The article seeks to analyse the relationship between Buddhism and politics within Southeast Asia, and follow its journey throughout history.Buddhism, proclaimed to be one of the oldest religions in the world, and one which preaches morality, civility and peace, arguably more so than any other religion in the world, seems to have found its beginnings within Hinduism.Buddhism was founded as a solution to Brahmanism, the early form of Hinduism, which throughout time had become ‘decadent’. Brahmanism worked on the basis of class division of the ‘varnas’. A hierarchy was put in place by the Brahmins, the religious agents, who deemed themselves as the divine dominant class, and those closest to the Gods.
Next in line was the monarchy, known as the Kshatriyas. Tradesmen and farmers were in the third rung, known as the Vaisyas and the lowliest of caste was that of the Sudras, the working class. This sect of Hinduism preached strict segregation of the castes causing each to stick to his own kind. This greatly impacted the productivity of the productive caste, casing the kings to wage wars against one another to gain the surplus of neighbouring producers.
The peasants were used to paying the Kshatriyas a part of their produce in the form of taxes in return for protection, as were the Brahmins, for protection of the soul.Sudras were however excluded from any such activity as were considered too lowly to participate.None questioned such a practice due to the fact that the varnas were seen as a method of life deemed by the Gods themselves.It was through such practices that Brahmanism slid into a form of decadence to which Buddhism was a reaction.It could be argued that Buddhism actually spread across India in a bid to increase mercantile activity. When Cyrus made the conquest in the north of India, he did so to allow for smooth trading within india. At that time Persia was considered the centre of Asia, as Persians were seen to be the most advanced in trading.
Such foregn occupation was a big blow to Brahmanism however, showed the Vaisyas how to trade more effectively, something that had been infringed upon by their religious boundaries.It is also important to note that many Buddhist monastries had also been established in the cities where the most trade took place, this brought the Vaisya traders into direct contact with the religion.King Asoka furthered the religion more so, though, did not pioneer it as the first Hindu king to convert to it, as is popularly believed.He found that the Buddhist manner of thinking was not only conducive in furthering trade, but was also a better way at conducting state business.Asoka seeked to unit all the smaller kingdoms into one, and required something they could all relate too, thus came the part of Buddhism.The Theravada branch, in particular, was introduced in Cambodia in the 10th Century AD was the one he opted for as it was more observing of the ‘Sangha’, a role he then adopted.This in effect justified the loyalty his people would have towards him and authenticate his reign as king.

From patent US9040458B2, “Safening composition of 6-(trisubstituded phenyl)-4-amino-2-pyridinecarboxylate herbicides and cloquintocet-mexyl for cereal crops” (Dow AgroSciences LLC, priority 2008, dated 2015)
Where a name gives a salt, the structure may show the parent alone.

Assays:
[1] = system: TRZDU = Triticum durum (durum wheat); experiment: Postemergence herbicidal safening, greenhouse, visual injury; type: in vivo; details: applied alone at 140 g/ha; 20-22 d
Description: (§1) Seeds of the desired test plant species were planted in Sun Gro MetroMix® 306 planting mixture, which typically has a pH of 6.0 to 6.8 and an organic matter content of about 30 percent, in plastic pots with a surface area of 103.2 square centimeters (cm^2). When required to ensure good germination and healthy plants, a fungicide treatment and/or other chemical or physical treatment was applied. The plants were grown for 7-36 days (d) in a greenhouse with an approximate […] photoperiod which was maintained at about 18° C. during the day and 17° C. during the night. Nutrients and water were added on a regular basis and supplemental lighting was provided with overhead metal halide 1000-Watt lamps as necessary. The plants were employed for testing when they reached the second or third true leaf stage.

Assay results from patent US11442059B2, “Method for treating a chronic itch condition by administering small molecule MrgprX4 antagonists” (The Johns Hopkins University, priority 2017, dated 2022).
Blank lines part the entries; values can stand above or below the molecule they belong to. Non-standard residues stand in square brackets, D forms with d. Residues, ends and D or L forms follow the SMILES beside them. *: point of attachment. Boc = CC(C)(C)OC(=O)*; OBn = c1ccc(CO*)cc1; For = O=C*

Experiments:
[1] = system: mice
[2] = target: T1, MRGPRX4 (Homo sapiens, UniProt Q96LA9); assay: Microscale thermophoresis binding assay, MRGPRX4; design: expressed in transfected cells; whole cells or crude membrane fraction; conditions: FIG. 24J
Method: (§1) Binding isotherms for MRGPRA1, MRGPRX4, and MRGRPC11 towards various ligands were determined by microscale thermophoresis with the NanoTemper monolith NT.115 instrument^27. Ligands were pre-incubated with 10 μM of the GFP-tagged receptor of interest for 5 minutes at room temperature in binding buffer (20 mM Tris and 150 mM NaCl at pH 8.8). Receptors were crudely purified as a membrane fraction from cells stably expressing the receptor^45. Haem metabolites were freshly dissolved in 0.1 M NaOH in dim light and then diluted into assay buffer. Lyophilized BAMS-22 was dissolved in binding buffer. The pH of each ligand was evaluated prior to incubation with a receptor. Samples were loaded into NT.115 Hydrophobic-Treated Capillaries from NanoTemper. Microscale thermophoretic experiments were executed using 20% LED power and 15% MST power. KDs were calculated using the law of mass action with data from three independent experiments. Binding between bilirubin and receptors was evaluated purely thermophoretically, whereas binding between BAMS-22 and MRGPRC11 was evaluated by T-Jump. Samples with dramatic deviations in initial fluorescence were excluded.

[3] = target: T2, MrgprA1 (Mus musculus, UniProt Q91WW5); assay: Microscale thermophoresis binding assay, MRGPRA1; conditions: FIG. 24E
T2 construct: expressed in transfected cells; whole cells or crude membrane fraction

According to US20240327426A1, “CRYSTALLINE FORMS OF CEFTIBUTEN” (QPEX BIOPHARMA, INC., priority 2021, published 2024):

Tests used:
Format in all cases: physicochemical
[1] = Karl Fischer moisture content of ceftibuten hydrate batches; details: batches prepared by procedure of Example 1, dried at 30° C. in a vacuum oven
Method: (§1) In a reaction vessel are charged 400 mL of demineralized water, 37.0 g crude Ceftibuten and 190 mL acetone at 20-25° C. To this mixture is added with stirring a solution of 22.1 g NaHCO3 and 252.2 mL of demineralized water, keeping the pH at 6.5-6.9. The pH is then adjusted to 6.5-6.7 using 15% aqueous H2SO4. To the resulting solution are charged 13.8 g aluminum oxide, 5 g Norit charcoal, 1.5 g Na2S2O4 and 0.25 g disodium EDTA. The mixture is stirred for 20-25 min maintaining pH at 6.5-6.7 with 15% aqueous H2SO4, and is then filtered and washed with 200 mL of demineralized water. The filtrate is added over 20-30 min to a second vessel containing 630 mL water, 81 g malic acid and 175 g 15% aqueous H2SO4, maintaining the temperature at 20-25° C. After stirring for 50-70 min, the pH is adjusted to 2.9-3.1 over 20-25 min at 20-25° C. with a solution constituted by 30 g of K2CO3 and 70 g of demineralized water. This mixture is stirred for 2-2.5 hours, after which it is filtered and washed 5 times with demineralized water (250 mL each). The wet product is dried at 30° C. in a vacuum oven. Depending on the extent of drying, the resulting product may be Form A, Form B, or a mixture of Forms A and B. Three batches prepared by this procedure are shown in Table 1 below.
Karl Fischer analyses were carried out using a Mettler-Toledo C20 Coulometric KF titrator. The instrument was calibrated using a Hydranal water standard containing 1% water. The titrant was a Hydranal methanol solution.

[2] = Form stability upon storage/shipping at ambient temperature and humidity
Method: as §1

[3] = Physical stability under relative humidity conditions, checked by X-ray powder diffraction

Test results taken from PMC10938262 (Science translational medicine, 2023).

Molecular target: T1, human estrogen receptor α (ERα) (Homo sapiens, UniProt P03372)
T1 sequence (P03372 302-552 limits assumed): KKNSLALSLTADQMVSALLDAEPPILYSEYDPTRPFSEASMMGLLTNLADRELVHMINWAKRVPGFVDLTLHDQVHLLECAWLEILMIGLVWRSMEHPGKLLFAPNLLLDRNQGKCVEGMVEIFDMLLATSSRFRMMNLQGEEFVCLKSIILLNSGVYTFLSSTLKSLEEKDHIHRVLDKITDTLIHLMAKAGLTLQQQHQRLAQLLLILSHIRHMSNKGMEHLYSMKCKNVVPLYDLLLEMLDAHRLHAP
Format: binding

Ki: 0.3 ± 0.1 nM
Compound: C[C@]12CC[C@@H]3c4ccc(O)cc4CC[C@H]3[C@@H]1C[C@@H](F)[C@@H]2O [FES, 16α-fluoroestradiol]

His subjects still paid him taxes in return for protection, as they once had to the Kshatriyas and Brahmins in the then ‘decadent’ Brahmin regime.However, as the state religion was one of calm and peace, Asoka’s kingdom was one in which people were more willing to conform, and as his role was one of the Sangha, his status was divinely justified.